Predation is an important agent of post-settlement mortality of sea urchins that is mediated by the availability and suitability of spatial refuges, particularly during the vulnerable juvenile stage. In laboratory and field caging experiments, we show that holdfasts of a dominant kelp, Saccharina latissima, provide a spatial refuge for juvenile sea urchins Strongylocentrotus droebachiensis (<20 mm, test diameter) from crabs Cancer borealis and C. irroratus, considered to be the dominant predators of sea urchins in kelp-bed ecosystems in the northwestern Atlantic. In treatments with individual crabs of either species, the presence of holdfasts reduced predation on juvenile sea urchins by 20 to 30% compared to treatments with no refuge. Crabs consumed juveniles (from 5 to 19 mm) in each of three 5 mm size classes in proportion to their abundance, regardless of treatment. In kelp beds in St. Margarets Bay, Nova Scotia, Canada, the number of juvenile sea urchins per holdfast ranged from 0.3 to 0.9, with juveniles in holdfasts accounting for twothirds of the total urchin population density at one site. Up to 4 juveniles occurred within a single holdfast, and there was a significant positive relationship between juvenile size (but not number) and holdfast volume. Small adult sea urchins were not found within holdfasts in kelp beds and rarely occupied holdfasts presented to them in laboratory cages. Our findings indicate an ontogenetic shift in sea urchin-kelp interactions, whereby kelp facilitates recruitment of its major grazer.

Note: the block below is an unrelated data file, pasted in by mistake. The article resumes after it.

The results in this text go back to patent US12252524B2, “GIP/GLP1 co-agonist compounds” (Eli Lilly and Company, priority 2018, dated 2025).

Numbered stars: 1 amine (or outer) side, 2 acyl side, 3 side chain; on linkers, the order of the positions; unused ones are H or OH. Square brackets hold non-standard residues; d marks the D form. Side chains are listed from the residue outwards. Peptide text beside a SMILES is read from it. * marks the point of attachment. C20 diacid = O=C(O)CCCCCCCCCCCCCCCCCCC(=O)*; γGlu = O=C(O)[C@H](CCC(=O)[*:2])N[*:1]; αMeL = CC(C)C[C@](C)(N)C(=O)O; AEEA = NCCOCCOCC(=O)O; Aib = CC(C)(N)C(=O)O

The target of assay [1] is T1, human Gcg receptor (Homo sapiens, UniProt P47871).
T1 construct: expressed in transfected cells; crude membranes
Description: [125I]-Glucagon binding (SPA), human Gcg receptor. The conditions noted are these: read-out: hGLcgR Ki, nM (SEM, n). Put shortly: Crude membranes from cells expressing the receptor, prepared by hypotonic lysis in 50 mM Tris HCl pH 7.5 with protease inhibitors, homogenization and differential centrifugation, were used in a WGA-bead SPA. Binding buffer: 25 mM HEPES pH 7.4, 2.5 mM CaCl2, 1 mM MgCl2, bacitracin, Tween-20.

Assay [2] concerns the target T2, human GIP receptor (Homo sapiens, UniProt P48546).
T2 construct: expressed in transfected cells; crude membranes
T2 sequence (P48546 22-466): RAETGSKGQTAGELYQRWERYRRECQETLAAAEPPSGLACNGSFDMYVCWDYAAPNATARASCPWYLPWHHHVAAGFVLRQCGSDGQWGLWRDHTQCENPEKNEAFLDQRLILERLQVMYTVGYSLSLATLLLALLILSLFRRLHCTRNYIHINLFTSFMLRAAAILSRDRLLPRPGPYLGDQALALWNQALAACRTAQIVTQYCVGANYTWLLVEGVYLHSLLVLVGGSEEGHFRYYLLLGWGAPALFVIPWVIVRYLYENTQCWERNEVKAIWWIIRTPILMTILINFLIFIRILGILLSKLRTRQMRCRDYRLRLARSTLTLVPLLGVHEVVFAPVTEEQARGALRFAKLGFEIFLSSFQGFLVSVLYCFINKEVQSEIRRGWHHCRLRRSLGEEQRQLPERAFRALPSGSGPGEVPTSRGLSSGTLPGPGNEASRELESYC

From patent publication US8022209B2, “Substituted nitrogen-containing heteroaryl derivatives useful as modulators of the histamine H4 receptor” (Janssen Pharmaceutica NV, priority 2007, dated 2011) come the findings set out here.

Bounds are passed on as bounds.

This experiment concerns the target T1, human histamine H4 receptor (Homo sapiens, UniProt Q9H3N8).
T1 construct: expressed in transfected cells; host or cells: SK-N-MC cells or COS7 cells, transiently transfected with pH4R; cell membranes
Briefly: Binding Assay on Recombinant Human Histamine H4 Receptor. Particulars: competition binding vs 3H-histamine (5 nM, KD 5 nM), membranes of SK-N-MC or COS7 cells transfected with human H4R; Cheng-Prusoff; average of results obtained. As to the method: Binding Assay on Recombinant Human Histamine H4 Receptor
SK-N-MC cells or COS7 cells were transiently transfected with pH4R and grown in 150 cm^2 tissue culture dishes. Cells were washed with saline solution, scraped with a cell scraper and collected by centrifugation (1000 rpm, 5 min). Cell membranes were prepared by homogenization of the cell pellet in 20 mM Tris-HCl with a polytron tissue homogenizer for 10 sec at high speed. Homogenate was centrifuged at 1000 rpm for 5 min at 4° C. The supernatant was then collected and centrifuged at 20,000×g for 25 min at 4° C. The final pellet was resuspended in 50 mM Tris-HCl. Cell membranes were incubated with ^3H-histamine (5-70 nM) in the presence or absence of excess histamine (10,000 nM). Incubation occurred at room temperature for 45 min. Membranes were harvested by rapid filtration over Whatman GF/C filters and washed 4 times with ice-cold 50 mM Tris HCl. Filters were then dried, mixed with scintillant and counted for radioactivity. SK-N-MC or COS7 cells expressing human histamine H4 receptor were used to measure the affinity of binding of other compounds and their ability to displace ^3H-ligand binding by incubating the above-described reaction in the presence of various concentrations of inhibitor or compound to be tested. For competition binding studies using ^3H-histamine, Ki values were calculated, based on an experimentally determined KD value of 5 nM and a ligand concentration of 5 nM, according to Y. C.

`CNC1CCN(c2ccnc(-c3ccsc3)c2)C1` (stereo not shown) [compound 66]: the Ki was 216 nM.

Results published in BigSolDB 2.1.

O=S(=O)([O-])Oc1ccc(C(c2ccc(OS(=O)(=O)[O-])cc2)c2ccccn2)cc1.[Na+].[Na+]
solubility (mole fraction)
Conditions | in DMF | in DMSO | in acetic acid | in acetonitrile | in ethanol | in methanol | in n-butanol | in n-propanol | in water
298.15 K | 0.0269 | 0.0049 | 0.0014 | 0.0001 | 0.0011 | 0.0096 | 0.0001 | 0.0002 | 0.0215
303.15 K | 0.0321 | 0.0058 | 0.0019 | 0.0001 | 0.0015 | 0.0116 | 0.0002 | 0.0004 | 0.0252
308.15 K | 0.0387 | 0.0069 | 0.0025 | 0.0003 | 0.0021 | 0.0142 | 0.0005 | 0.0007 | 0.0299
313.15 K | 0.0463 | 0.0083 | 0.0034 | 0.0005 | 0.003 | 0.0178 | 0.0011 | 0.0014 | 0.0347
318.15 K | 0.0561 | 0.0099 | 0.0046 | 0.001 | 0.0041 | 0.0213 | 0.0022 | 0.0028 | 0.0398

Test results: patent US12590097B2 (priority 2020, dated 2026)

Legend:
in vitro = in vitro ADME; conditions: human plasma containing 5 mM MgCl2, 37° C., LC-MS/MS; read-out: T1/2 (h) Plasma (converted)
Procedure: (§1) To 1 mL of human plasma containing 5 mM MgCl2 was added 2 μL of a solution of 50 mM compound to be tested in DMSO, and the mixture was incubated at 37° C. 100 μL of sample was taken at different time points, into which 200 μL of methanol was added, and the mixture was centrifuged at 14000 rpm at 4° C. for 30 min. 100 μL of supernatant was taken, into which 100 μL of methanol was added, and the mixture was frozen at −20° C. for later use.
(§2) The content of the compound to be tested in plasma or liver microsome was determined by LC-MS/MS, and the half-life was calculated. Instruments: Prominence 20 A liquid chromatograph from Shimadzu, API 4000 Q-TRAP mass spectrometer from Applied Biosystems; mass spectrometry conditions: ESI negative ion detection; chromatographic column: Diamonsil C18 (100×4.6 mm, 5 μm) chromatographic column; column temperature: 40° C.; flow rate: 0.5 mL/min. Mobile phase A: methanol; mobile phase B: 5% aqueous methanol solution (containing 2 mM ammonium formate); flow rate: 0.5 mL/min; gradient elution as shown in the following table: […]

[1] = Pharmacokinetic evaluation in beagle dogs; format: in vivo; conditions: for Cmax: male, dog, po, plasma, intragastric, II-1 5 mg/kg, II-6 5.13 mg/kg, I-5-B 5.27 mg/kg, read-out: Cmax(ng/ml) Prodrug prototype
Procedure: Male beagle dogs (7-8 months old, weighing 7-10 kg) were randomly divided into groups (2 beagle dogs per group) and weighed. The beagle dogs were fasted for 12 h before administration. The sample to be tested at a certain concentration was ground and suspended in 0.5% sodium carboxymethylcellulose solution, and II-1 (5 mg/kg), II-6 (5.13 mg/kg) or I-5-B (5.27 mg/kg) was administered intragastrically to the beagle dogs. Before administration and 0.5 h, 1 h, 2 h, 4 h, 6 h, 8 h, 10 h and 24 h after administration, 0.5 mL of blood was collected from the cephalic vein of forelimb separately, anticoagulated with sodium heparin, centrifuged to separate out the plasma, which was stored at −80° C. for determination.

- Cancrid crab
- Kelp bed
- Sea urchin
- Spatial refuge
- Strongylocentrotus droebachiensis